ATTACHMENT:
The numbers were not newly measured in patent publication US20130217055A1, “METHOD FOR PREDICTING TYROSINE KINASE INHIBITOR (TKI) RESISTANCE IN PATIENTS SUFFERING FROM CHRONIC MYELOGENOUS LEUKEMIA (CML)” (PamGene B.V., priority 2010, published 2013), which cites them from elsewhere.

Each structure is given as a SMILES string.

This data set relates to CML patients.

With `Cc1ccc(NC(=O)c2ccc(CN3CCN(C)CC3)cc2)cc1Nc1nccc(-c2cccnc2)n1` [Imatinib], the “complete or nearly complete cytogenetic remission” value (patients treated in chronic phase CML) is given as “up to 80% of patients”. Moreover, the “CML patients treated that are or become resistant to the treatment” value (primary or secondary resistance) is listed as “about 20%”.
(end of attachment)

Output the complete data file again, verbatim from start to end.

The numbers were not newly measured in patent publication US20130217055A1, “METHOD FOR PREDICTING TYROSINE KINASE INHIBITOR (TKI) RESISTANCE IN PATIENTS SUFFERING FROM CHRONIC MYELOGENOUS LEUKEMIA (CML)” (PamGene B.V., priority 2010, published 2013), which cites them from elsewhere.

Each structure is given as a SMILES string.

This data set relates to CML patients.

With `Cc1ccc(NC(=O)c2ccc(CN3CCN(C)CC3)cc2)cc1Nc1nccc(-c2cccnc2)n1` [Imatinib], the “complete or nearly complete cytogenetic remission” value (patients treated in chronic phase CML) is given as “up to 80% of patients”. Moreover, the “CML patients treated that are or become resistant to the treatment” value (primary or secondary resistance) is listed as “about 20%”.